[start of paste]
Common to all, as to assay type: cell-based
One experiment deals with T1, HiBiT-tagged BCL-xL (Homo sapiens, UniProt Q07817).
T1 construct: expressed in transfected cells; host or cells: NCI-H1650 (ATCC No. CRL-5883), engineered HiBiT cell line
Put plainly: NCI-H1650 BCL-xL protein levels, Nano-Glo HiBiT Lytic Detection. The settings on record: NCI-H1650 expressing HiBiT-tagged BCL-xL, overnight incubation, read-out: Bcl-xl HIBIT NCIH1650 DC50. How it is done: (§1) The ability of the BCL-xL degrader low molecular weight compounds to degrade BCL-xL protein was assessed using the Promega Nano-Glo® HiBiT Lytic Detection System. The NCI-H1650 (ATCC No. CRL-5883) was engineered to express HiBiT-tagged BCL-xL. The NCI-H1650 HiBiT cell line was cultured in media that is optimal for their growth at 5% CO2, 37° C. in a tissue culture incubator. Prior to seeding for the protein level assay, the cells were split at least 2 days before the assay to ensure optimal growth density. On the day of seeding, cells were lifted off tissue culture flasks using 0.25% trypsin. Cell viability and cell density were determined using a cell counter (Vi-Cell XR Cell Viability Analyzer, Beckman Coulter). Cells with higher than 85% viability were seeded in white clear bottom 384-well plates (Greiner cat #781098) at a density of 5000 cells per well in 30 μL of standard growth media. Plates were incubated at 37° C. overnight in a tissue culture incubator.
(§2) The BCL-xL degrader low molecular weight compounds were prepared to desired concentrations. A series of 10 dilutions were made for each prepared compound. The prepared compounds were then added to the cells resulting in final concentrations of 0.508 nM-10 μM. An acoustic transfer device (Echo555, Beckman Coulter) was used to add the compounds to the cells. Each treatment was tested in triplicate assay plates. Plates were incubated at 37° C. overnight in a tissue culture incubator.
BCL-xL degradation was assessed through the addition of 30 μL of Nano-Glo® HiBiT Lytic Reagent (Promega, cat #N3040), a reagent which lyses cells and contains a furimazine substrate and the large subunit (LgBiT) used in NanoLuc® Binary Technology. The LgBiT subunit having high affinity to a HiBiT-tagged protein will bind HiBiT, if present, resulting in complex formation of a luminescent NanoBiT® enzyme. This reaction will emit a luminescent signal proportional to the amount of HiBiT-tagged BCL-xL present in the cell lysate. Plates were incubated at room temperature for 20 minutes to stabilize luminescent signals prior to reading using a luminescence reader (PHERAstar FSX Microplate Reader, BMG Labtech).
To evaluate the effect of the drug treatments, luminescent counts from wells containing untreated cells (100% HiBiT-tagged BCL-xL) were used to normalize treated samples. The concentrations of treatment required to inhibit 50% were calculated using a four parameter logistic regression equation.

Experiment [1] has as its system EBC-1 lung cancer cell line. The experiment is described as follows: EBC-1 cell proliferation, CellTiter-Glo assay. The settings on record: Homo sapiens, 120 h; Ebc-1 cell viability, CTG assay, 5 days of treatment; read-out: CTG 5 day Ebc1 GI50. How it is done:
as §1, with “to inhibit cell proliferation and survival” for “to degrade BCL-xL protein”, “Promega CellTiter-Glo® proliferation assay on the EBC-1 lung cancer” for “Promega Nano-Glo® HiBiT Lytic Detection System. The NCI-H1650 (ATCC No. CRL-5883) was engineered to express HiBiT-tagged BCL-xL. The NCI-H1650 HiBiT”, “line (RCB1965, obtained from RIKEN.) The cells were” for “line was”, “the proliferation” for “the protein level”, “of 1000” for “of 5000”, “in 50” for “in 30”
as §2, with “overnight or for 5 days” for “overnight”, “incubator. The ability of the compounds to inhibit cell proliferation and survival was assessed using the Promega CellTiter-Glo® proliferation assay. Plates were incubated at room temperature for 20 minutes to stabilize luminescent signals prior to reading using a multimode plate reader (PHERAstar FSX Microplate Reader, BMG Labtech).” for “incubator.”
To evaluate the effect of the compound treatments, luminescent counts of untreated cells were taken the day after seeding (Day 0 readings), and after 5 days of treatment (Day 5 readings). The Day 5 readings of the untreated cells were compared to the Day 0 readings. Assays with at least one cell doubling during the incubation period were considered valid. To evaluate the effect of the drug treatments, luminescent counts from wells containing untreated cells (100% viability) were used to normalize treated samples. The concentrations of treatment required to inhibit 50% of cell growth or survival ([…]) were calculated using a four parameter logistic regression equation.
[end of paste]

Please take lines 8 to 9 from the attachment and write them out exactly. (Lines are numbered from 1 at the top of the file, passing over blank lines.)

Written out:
Experiment [1] has as its system EBC-1 lung cancer cell line. The experiment is described as follows: EBC-1 cell proliferation, CellTiter-Glo assay. The settings on record: Homo sapiens, 120 h; Ebc-1 cell viability, CTG assay, 5 days of treatment; read-out: CTG 5 day Ebc1 GI50. How it is done:
as §1, with “to inhibit cell proliferation and survival” for “to degrade BCL-xL protein”, “Promega CellTiter-Glo® proliferation assay on the EBC-1 lung cancer” for “Promega Nano-Glo® HiBiT Lytic Detection System. The NCI-H1650 (ATCC No. CRL-5883) was engineered to express HiBiT-tagged BCL-xL. The NCI-H1650 HiBiT”, “line (RCB1965, obtained from RIKEN.) The cells were” for “line was”, “the proliferation” for “the protein level”, “of 1000” for “of 5000”, “in 50” for “in 30”